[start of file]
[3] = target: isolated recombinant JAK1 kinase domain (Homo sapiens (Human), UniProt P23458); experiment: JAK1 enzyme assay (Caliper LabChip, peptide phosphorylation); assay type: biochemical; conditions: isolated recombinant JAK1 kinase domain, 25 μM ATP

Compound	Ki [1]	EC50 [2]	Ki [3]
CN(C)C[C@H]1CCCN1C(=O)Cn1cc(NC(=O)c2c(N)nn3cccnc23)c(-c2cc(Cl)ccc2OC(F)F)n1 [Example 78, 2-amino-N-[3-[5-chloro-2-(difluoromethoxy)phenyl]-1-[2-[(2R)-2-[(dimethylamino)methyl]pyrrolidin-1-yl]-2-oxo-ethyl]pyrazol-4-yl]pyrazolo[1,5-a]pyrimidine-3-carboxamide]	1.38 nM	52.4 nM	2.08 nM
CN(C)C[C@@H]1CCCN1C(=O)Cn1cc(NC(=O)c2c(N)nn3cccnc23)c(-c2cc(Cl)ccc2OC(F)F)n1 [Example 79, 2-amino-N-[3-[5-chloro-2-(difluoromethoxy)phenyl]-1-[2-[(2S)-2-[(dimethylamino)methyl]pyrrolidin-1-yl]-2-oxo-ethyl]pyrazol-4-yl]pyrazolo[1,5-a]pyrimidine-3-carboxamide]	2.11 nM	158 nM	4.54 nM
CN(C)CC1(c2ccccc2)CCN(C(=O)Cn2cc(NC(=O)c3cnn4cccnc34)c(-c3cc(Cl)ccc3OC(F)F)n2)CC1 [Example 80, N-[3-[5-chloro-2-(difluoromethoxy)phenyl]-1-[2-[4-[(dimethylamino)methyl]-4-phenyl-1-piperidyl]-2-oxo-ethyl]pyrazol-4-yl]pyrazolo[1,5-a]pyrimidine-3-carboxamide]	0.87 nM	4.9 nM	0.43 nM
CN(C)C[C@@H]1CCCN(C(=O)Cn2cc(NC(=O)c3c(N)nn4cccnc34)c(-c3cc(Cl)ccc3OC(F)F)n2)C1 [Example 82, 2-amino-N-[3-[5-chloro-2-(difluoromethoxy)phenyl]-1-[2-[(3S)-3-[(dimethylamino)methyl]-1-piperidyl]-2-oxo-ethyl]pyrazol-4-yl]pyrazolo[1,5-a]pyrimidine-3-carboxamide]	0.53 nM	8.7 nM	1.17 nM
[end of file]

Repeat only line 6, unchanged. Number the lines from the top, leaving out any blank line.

CN(C)C[C@@H]1CCCN(C(=O)Cn2cc(NC(=O)c3c(N)nn4cccnc34)c(-c3cc(Cl)ccc3OC(F)F)n2)C1 [Example 82, 2-amino-N-[3-[5-chloro-2-(difluoromethoxy)phenyl]-1-[2-[(3S)-3-[(dimethylamino)methyl]-1-piperidyl]-2-oxo-ethyl]pyrazol-4-yl]pyrazolo[1,5-a]pyrimidine-3-carboxamide]	0.53 nM	8.7 nM	1.17 nM